This year, participants raised $1.75 million.
The long steep hill that leads to the finish line of the MS 150 Bike Tour is nothing to smile at, but that’s exactly what cyclists did as they broke the hill’s crest Saturday. Participants trekked 75 miles of Missouri countryside to raise money for the National Multiple Sclerosis Society. Another 75-mile journey awaits the cyclists today.
Greeting the cyclists at the top of the hill were hordes of family members, friends and volunteers. A group of children held their hands out, high-fiving cyclists as their weary legs eased off the pedals. Volunteers handed out small whistles for people to welcome the cyclists coming into the Midway Expo Center, west of Columbia near Interstate 70.
It didn’t matter if the cyclist was young or old, flying up the hill like Lance Armstrong or slowly marching a bike up the incline. All cyclists were equal because they were essentially out there for the same reason: the joy of biking.
“The camaraderie is incredible,” LeAnne Lis said.
Lis was biking in the tour for the second time. She had been inspired after volunteering one year and witnessing the enthusiasm surrounding the event.
Word seems to be spreading. More than 2,600 cyclists participated Saturday, compared with last year’s 2,200.
“We get a wide variety of riders,” said Pat Knoerle-Jordan, president of the Gateway Area Chapter in St. Louis for the National Multiple Sclerosis Society. “Everything from the weekend warrior who hasn’t trained much to those folks who have trained religiously all summer.”
Cyclists raised more than $1.75 million this year and raised $1.4 million last year.
Cyclists all had their own reasons for participating Saturday, but many of them were close to someone afflicted with the disease.
Multiple sclerosis affects the central nervous system. It is usually found in adults between the ages of 20 and 50.
“My wife was diagnosed with multiple sclerosis three years ago, and I’ve seen what she’s gone through,” first-time cyclistPhil Bruno said.
He began training in June and since then has been riding six days a week . He said he’s lost 40 pounds during that time.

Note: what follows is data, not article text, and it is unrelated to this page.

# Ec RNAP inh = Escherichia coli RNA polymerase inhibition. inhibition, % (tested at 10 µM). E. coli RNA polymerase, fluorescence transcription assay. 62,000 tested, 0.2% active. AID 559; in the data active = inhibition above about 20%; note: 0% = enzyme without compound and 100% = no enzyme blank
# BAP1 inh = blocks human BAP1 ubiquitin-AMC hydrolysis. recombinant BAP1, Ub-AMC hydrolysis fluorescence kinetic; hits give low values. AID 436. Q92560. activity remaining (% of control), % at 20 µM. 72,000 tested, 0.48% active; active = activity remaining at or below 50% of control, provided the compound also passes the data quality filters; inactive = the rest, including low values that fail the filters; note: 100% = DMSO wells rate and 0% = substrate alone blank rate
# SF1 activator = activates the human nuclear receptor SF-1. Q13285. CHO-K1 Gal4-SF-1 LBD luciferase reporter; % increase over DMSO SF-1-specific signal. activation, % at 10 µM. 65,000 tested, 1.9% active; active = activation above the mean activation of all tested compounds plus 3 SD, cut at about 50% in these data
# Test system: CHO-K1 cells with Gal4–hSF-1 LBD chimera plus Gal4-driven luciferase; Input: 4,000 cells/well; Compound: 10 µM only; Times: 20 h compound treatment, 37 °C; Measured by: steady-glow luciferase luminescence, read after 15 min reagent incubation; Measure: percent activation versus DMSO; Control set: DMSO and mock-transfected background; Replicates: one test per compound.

Bruno was also impressed by the friendliness and support of the other cyclists and volunteers.
“This is just phenomenal,” he said. “Everybody’s so nice.”
Larry Russell, 53, has biked the MS 150 nine times during his 27 years of cycling tours.
“I started because I thought it was a good ride,” he said. “Since then I’ve met people suffering from the disease, and I support the cause a whole lot more.”
Andrew Delucia, 11, had a different reason for biking.
“My dad made me,” Andrew said. “He’s done it before, and he liked it. He said we need the exercise.”
Andrew was riding with five other members of his family.
His father, Joe Delucia, 47, has cycled all his life and is now beginning to get his family interested.
“The kids are old enough now,” he said. “It’s a good family thing to do.”
Every mile of the route felt like a family gathering. A third of the way into the course at the second rest stop, a cyclist raised his hands like a conductor and led a group of cyclists in a united “Thank you” for the volunteers passing out food and drinks.
“This is just awesome,” volunteer Karen Hoefer said. “There’s a ton of bikers, and they’re all so grateful. We thank them for riding. They thank us for being here.”
A few minutes before noon, the first cyclist of the day, Chris Nitzsche, crossed the finish line to a loud welcome.
“It was awesome,” Nitzsche said. “Couldn’t have asked for better weather. It’s a very well-organized event.”
Nitzsche had an average speed of 21.3 mph for the 75 miles, reaching his goal of 20 mph.
He doesn’t plan on riding so fast for Sunday’s ride.
“I’m going to spin easy and ride with my friends,” he said. “Provided I can get out of bed.”
As the afternoon moved on, more cyclists climbed up the last hill and a line formed in front of the massage tables.